In May 2012 Xhang was convicted of trade secret theft related to downloading of trade secrets from a secure database. According to a government statement released yesterday, Zhang used his position as a project engineer at San Jose, California’s Netgear to get access to Marvell’s secure database.
He used his Netgear account to download trade secret information and loaded it into a laptop issued by Broadcom Inc. of Irvine, California, a Marvell competitor for which he went to work after leaving Netgear, the government said.
Among the purloined trade secrets were hardware specifications, datasheets, application notes, board designs, and design guides, the government said.
Zhang received a less severe sentence than the government sought. According to a sentencing recommendation the government filed with the court, a 15-month prison term was sought, together with $150,000 in restitution and a $5,000 fine.
The case is U.S. v. Zhang, 5:05-cr-00812-RMW, U.S. District Court, Northern District of California (San Jose).
Obama Order Not Enough to Shield Networks From Hacks, Aide Says
Legislation beyond President Barack Obama’s executive order is needed to protect critical U.S. networks from cyber-attack, said Michael Daniel, the White House’s cybersecurity coordinator.
“An executive order is actually very limited in what it can do,” Daniel said yesterday at a computer security conference in San Francisco. “We definitely need Congress to act and to update our laws and our statutes.”
Daniel didn’t elaborate and wasn’t available for an interview after speaking.
Obama issued an executive order Feb. 12 outlining policies for greater sharing of government hacking data with companies, particularly operators of vital infrastructure such as power grids. The executive order directs the government to develop voluntary cybersecurity standards for those companies and instructs U.S. agencies to consider putting those standards into existing rules.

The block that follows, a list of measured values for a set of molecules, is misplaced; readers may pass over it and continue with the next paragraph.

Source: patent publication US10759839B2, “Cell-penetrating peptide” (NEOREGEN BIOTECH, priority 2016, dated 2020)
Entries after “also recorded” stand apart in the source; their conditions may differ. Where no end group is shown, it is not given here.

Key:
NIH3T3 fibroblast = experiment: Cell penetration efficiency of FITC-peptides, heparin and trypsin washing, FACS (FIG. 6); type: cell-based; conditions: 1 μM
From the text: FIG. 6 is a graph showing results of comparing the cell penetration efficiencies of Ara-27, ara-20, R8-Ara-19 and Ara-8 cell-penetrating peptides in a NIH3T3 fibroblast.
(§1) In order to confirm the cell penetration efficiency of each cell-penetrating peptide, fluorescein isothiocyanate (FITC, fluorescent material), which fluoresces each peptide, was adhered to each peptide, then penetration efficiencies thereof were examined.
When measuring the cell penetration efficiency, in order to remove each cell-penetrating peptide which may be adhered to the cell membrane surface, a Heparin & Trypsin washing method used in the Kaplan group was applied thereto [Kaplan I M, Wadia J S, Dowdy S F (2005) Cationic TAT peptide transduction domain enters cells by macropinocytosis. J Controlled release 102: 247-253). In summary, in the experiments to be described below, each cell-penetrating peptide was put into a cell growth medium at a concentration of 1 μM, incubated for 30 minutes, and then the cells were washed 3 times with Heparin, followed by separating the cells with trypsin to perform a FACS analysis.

Cyber espionage targeting U.S. companies gained renewed attention last week when network security firm Mandiant Corp. reported China’s army may be behind a hacking group that has attacked at least 141 companies worldwide since 2006.
Obama’s order reflected provisions of a Senate bill blocked last year by Republicans after being opposed by the U.S. Chamber of Commerce, the nation’s largest business lobby. Opponents said the bill’s voluntary standards would amount to burdensome regulation and fail to keep pace with evolving threats in cyberspace.
Since the executive order was released, administration officials have said they support certain liability protections for companies that incorporate the voluntary standards and share cyber threat information with the government and each other.
House Intelligence Committee Chairman Mike Rogers, a Michigan Republican, and the panel’s top Democrat, C.A. “Dutch” Ruppersberger of Maryland, reintroduced a proposal Feb. 13 to give legal protection for companies that share cyber threat information with each other. The bill passed the House last April and failed to advance in the Senate after Obama threatened a veto, saying the measure didn’t go far enough to boost computer defenses and failed to protect privacy of consumer data.
The White House has declined to comment on the reintroduced Rogers-Ruppersberger bill while saying any cybersecurity measure must incorporate privacy and civil-liberties protections.
Administration officials including U.S. Intellectual Property Enforcement Coordinator Victoria Espinel pledged last week to put diplomatic pressure on countries implicated in thefts of trade secrets and seek stronger international enforcement of intellectual-property protections.
To contact the reporter on this story: Victoria Slind-Flor in Oakland, California, at email@example.com.
To contact the editor responsible for this story: Michael Hytha at firstname.lastname@example.org.